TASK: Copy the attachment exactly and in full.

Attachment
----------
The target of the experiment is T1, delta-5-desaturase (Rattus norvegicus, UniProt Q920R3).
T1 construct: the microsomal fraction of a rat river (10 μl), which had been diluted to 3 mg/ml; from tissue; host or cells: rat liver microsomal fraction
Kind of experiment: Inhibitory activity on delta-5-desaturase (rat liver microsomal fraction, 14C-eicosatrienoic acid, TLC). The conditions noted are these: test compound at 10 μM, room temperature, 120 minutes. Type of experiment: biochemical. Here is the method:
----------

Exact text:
The target of the experiment is T1, delta-5-desaturase (Rattus norvegicus, UniProt Q920R3).
T1 construct: the microsomal fraction of a rat river (10 μl), which had been diluted to 3 mg/ml; from tissue; host or cells: rat liver microsomal fraction
Kind of experiment: Inhibitory activity on delta-5-desaturase (rat liver microsomal fraction, 14C-eicosatrienoic acid, TLC). The conditions noted are these: test compound at 10 μM, room temperature, 120 minutes. Type of experiment: biochemical. Here is the method: